In a town that made "Banned in Boston" a national byword, the simultaneous appearance of three plays featuring full-frontal male nudity has caused hardly a ripple. The audiences are fine with it, the theater companies consider it essentially routine, and a Boston Police spokesman, asked if the department ever receives complaints about onstage nudity, just laughed.
The timing of "Angels in America," "The Little Dog Laughed," and "Blowing Whistles" at the Boston Center for the Arts has certainly made for an unusual cluster of theatrical nudity. But seeing naked male bodies onstage is nothing new - especially in plays that encompass the sex lives of gay men - and neither is the lack of controversy about it. Theaters generally warn patrons up front, so to speak, if they'll be getting an eyeful, and ticket sales for these three shows don't seem to have been affected by such announcements: "The Little Dog Laughed" (closing Feb. 16) has "exceeded expectations," according to SpeakEasy Stage Company, and "Angels in America" (closing tomorrow) has frequently sold out. "Blowing Whistles" closes today after less blockbuster sales, but the nudity doesn't seem to have been a factor.
In any case, the target market for these plays is hardly little old ladies from Peoria. And as it happens, that little old lady might have a harder time seeing naked men close to home than she would here. While Boston's "Little Dog" has two men undress each other, as specified in the script, a current Chicago production has them keep their underwear on. And it's the lack of nudity in Chicago, not the presence of it here, that has caused a flap in theatrical circles.
Chicago's About Face Theatre decided to omit the nudity despite playwright Douglas Carter Beane's objections. Beane said by phone yesterday that when the company refused to restore the nudity, which he considers essential to the scene, he initially retracted the performance rights. That would have shut down the show, but Beane ultimately agreed to let it go on, provided that director Eric Rosen issue a statement to the Chicago press that the production did not follow Beane's intentions. Rosen did so and said by telephone that he would not comment further.
"For me it was really important" to fight the issue, Beane said, because "it's important to remember that it can be a gay theater in a gay community center, and it could still censor your work as being too gay. They could do 'Take Me Out' [which includes male nudity] because it's men taking a shower, and they couldn't do a presexual moment between these two men because they're gay."
For Beane, as for many local directors, it's the meaning, intention, and effect of nudity in a given scene that matters more than the nudity itself. The Boston production, he noted, has only one actor fully expose his body; the other chose to keep his back to the audience. "And I was so fine with that," Beane said, because "there's a bigger vision involved."
Publick Theater artistic director and actor Diego Arciniegas, who has directed nude scenes but will appear nude onstage for the first time in SpeakEasy's "Some Men" later this month, said it's that sense of a larger purpose that determines whether nudity strengthens a scene or distracts from it. He recalled a Royal Shakespeare Company production where, "for no reason that I could ascertain, characters would become naked and do handstands, and it took me right out of the play."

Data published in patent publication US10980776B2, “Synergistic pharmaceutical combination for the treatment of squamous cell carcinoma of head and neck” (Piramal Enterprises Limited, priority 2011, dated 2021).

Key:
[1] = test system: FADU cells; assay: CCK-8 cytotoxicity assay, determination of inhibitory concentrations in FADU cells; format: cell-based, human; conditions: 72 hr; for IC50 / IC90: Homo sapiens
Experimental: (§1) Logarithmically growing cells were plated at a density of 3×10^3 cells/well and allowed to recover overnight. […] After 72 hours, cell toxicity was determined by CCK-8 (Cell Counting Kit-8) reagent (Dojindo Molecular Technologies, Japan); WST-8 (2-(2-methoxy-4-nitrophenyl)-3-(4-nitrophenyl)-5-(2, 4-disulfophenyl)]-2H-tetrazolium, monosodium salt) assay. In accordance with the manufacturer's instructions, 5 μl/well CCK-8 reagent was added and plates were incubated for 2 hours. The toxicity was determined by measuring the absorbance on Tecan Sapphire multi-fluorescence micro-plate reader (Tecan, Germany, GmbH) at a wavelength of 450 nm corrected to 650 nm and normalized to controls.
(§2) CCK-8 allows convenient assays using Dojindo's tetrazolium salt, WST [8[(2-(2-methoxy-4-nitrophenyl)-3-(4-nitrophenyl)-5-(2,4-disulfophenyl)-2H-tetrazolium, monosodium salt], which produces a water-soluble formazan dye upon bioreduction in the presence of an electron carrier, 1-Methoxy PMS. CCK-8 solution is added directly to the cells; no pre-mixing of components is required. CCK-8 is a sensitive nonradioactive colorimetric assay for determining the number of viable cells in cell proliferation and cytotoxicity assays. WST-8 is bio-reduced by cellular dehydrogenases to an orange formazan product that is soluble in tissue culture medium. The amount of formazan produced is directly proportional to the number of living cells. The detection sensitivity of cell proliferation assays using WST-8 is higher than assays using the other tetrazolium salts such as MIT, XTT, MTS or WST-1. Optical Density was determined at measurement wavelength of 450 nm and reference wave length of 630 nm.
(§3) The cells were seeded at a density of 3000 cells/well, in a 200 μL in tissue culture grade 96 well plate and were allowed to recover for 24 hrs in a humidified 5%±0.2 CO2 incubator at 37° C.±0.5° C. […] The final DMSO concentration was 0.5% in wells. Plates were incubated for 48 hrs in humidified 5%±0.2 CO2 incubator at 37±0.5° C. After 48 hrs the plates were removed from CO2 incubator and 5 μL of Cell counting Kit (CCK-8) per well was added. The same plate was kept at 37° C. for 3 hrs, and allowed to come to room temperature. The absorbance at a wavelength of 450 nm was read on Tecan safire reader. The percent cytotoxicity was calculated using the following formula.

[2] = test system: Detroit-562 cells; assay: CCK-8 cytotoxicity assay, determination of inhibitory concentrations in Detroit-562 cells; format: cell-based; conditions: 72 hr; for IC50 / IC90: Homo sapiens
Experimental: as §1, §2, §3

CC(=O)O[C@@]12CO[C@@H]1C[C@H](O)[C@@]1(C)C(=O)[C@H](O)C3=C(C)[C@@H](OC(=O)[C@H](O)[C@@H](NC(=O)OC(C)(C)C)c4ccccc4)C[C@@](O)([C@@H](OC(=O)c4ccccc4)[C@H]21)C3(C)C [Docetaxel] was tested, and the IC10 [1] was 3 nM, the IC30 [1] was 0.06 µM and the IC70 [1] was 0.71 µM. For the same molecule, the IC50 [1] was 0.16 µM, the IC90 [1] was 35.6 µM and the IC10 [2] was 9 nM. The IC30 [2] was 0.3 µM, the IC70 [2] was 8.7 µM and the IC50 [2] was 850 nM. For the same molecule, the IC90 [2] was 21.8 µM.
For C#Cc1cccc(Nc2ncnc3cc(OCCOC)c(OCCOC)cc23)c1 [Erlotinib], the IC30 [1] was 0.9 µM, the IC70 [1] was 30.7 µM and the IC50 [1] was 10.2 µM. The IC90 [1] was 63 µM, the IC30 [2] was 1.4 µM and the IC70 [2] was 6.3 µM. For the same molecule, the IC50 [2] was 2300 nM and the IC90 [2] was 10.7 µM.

In contrast, he said, his character's nude scene in "Some Men" is "actually about vulnerability and identity." It is also, he argued, essential to playwright Terrence McNally's chosen subject, the evolution of gay men's lives over the past several decades. And it's that subject, not its naked depiction, that was once forbidden on local stages.
"The subject matter itself would have been banned in Boston," Arciniegas said, "so the execution of course would have been."
Indeed, nudity was never the biggest issue for Boston's censors, said Tom Connolly, who has written extensively about Boston's theatrical history and teaches English at Suffolk University. Those watchdogs included the now-infamous Watch and Ward Society, which flourished in the 1920s and persisted in various forms into the early 1980s.
One of the most famous plays banned here was Eugene O'Neill's "Strange Interlude" - but it was banned for its text, "a breeding ground for atheism and domestic infidelity," in the words of the mayor at the time, and not for any action, nude or otherwise, onstage.
"It seemed like talking about it, interestingly enough, was a better way to get banned than taking something off," Connolly said.
"Even in the heyday of 'banned in Boston,' there was a lot of striptease," he said. "Scollay Square was seen as a lost cause, but 'We've got to keep downtown pure.' It was more about preserving the image of propriety."
For many actors, too, nudity is not the most challenging form of personal exposure onstage. Jonathan Orsini, one of the actors in "Little Dog," said that nudity is only one way of showing a character's vulnerability, and that displaying emotional vulnerability often feels more revealing than simply taking off one's clothes.
Arciniegas said he expects to have the same reaction, now that he's finally doing something that "I've been in the position of asking someone else to do" as a director.
"I think I've felt more naked onstage with my clothes on," he said, "than I will in this."
Louise Kennedy can be reached at firstname.lastname@example.org.